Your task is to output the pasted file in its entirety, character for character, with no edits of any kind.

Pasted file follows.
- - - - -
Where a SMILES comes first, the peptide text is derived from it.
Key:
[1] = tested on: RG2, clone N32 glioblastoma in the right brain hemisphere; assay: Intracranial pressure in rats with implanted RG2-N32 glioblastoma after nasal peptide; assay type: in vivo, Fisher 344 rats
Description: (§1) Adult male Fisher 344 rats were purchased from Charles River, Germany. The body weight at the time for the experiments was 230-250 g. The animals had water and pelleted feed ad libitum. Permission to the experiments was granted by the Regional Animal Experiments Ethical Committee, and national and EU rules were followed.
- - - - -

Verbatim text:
Where a SMILES comes first, the peptide text is derived from it.
Key:
[1] = tested on: RG2, clone N32 glioblastoma in the right brain hemisphere; assay: Intracranial pressure in rats with implanted RG2-N32 glioblastoma after nasal peptide; assay type: in vivo, Fisher 344 rats
Description: (§1) Adult male Fisher 344 rats were purchased from Charles River, Germany. The body weight at the time for the experiments was 230-250 g. The animals had water and pelleted feed ad libitum. Permission to the experiments was granted by the Regional Animal Experiments Ethical Committee, and national and EU rules were followed.